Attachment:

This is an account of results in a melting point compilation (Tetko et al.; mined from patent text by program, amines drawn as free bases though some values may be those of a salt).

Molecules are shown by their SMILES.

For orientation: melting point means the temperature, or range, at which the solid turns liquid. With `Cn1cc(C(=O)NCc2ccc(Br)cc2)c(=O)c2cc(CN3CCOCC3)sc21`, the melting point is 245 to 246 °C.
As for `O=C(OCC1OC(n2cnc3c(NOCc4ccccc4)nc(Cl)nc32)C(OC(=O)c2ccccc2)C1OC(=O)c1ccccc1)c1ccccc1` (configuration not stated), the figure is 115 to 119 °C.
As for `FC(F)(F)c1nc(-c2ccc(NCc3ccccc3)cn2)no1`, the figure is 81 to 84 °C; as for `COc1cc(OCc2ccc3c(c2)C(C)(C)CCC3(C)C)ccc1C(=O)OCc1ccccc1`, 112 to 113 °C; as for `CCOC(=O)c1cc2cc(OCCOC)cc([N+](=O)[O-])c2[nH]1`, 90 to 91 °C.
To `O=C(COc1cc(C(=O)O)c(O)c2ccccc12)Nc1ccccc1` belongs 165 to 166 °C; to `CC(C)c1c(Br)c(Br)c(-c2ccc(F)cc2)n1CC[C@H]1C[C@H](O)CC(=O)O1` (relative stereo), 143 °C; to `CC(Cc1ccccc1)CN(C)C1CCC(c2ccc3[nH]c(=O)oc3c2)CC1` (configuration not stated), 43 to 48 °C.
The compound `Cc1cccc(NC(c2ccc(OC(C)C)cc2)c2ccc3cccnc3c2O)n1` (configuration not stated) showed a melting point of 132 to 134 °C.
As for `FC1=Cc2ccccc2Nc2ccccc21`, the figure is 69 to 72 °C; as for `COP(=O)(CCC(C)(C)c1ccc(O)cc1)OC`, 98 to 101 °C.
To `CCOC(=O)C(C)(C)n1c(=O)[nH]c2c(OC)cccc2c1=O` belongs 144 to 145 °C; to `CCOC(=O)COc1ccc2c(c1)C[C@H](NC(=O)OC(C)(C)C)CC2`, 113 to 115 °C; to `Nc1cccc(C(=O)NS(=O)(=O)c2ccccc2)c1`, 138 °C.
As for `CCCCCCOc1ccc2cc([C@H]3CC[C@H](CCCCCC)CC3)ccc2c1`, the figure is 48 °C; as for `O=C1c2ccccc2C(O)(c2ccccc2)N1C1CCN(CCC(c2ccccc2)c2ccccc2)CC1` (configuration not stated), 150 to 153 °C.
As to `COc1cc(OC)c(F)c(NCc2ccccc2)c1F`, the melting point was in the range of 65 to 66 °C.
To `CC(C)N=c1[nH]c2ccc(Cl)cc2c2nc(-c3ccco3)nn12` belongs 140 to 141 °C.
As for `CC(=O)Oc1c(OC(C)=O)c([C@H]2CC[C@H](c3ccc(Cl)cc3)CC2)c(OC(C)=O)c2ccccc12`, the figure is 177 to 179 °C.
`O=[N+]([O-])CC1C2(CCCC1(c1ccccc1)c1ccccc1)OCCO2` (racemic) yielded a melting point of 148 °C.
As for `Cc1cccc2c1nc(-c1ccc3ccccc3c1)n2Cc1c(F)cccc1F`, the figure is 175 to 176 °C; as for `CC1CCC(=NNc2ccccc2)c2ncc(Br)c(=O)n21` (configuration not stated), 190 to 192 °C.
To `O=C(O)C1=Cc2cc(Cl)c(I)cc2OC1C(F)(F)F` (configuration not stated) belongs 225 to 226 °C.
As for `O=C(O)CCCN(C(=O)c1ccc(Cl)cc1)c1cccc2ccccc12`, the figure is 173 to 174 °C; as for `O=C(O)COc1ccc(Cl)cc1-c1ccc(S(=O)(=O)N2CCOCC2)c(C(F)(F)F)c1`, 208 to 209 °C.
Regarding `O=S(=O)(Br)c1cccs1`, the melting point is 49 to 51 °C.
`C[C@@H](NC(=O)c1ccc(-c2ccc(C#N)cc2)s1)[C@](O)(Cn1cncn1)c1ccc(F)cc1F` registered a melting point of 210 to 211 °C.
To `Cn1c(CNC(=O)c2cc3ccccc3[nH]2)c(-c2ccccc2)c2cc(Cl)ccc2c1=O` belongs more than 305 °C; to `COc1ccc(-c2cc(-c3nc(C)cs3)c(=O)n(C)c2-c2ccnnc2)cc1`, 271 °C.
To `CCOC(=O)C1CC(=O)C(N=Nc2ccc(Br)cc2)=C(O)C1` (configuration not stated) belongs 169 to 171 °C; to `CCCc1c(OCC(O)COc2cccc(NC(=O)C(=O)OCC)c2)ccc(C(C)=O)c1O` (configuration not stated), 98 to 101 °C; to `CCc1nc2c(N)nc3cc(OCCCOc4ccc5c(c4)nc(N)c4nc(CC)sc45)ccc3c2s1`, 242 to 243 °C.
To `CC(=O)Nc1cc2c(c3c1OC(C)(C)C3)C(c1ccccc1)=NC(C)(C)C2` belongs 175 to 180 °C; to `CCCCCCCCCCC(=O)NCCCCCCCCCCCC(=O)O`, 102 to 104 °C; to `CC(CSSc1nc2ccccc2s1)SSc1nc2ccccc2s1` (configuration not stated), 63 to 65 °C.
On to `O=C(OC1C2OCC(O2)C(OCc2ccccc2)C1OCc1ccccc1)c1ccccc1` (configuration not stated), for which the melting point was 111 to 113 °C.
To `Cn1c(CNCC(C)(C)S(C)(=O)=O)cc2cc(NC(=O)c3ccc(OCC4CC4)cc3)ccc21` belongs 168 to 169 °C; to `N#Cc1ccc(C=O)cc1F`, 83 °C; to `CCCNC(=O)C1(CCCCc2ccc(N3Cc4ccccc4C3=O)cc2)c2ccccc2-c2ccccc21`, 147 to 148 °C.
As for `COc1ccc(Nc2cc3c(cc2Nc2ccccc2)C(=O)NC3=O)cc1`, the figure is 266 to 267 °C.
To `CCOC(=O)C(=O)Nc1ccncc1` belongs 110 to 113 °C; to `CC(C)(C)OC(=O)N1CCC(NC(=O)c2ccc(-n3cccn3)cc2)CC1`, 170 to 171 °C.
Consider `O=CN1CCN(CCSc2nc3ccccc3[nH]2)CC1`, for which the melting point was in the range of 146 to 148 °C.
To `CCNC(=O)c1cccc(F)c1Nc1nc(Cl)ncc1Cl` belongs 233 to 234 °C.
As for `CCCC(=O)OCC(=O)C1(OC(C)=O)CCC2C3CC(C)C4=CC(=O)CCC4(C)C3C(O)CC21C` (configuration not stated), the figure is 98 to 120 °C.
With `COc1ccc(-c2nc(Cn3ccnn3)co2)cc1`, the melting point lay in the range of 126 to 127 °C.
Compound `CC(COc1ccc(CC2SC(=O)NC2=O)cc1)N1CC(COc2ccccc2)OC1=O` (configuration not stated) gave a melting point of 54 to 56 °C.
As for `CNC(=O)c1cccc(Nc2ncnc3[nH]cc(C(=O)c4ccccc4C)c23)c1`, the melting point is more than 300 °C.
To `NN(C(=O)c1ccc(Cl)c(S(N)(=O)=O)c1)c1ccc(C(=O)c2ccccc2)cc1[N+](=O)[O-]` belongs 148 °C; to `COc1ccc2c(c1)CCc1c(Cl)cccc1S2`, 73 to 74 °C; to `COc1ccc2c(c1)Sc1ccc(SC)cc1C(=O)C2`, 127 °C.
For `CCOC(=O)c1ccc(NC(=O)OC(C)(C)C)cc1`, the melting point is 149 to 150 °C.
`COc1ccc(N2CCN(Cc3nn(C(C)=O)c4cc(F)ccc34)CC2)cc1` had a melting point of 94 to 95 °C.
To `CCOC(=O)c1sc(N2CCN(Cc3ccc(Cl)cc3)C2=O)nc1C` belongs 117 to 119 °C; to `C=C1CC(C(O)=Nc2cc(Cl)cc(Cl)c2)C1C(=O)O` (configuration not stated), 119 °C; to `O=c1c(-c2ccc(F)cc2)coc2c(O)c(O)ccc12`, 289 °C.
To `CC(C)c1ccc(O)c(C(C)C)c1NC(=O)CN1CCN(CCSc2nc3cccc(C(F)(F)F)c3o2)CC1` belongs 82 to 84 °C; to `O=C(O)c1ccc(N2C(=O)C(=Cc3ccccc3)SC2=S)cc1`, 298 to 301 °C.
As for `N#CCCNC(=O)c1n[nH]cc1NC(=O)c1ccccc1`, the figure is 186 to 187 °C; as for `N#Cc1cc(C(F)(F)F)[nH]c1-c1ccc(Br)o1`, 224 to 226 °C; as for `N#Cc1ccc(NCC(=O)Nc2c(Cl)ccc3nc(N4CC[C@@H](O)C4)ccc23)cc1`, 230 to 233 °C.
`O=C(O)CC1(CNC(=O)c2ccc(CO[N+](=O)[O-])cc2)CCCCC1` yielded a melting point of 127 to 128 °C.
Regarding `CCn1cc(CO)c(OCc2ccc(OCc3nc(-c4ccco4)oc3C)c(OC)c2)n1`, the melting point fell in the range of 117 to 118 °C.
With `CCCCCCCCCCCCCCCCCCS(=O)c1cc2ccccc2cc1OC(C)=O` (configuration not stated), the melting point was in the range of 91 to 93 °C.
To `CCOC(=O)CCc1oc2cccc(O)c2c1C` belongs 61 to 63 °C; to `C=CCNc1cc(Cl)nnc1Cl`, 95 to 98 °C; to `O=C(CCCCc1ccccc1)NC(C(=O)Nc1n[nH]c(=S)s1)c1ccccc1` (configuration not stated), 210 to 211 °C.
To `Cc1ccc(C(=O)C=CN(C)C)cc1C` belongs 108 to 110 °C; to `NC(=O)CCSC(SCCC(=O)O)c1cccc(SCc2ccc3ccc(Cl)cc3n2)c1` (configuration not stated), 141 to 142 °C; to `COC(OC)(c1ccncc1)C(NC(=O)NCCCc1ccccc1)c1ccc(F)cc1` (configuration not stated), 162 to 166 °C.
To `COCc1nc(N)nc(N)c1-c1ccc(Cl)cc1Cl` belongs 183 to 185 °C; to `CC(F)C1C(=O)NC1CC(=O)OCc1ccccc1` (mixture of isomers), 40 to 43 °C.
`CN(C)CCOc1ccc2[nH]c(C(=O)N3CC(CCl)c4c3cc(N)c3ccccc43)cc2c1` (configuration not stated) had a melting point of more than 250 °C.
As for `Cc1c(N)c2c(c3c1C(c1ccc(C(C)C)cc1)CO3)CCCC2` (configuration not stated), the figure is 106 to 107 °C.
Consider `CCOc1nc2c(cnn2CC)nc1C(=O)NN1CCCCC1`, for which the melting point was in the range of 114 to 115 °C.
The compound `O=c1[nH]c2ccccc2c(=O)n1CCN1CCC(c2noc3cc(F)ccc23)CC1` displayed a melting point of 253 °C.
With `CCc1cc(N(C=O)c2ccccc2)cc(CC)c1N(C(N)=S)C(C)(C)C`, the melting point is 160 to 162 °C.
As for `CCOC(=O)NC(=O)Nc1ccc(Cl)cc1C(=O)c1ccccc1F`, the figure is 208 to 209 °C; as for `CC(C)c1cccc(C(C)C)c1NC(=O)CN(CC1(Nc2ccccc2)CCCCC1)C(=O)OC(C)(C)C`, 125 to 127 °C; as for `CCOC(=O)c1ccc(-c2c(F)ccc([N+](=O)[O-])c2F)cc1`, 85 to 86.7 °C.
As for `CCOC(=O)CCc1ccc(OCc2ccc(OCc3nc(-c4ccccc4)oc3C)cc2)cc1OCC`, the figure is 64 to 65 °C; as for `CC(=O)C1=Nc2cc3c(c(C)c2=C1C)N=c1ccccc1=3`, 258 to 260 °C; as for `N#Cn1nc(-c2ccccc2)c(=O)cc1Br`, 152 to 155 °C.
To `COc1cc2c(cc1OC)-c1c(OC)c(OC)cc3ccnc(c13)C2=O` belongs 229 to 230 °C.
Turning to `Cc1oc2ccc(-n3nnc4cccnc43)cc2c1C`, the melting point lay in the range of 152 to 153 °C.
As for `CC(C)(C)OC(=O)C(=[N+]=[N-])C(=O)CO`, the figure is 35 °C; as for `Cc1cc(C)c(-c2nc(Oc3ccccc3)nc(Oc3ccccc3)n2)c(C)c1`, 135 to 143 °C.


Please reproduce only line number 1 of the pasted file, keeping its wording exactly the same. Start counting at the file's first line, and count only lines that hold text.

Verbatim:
This is an account of results in a melting point compilation (Tetko et al.; mined from patent text by program, amines drawn as free bases though some values may be those of a salt).